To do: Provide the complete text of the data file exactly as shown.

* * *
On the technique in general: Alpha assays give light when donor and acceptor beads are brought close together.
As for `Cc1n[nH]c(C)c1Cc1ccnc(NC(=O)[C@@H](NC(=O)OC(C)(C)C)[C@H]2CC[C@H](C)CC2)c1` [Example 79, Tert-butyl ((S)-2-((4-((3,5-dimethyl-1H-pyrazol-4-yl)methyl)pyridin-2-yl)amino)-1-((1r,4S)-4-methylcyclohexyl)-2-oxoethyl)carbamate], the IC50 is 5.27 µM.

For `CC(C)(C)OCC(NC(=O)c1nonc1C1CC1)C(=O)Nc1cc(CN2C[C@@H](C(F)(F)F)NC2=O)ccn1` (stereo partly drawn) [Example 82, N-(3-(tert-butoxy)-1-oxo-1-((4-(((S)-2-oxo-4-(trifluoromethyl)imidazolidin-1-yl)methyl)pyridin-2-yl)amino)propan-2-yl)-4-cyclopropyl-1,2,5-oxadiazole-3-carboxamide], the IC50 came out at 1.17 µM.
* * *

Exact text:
On the technique in general: Alpha assays give light when donor and acceptor beads are brought close together.
As for `Cc1n[nH]c(C)c1Cc1ccnc(NC(=O)[C@@H](NC(=O)OC(C)(C)C)[C@H]2CC[C@H](C)CC2)c1` [Example 79, Tert-butyl ((S)-2-((4-((3,5-dimethyl-1H-pyrazol-4-yl)methyl)pyridin-2-yl)amino)-1-((1r,4S)-4-methylcyclohexyl)-2-oxoethyl)carbamate], the IC50 is 5.27 µM.

For `CC(C)(C)OCC(NC(=O)c1nonc1C1CC1)C(=O)Nc1cc(CN2C[C@@H](C(F)(F)F)NC2=O)ccn1` (stereo partly drawn) [Example 82, N-(3-(tert-butoxy)-1-oxo-1-((4-(((S)-2-oxo-4-(trifluoromethyl)imidazolidin-1-yl)methyl)pyridin-2-yl)amino)propan-2-yl)-4-cyclopropyl-1,2,5-oxadiazole-3-carboxamide], the IC50 came out at 1.17 µM.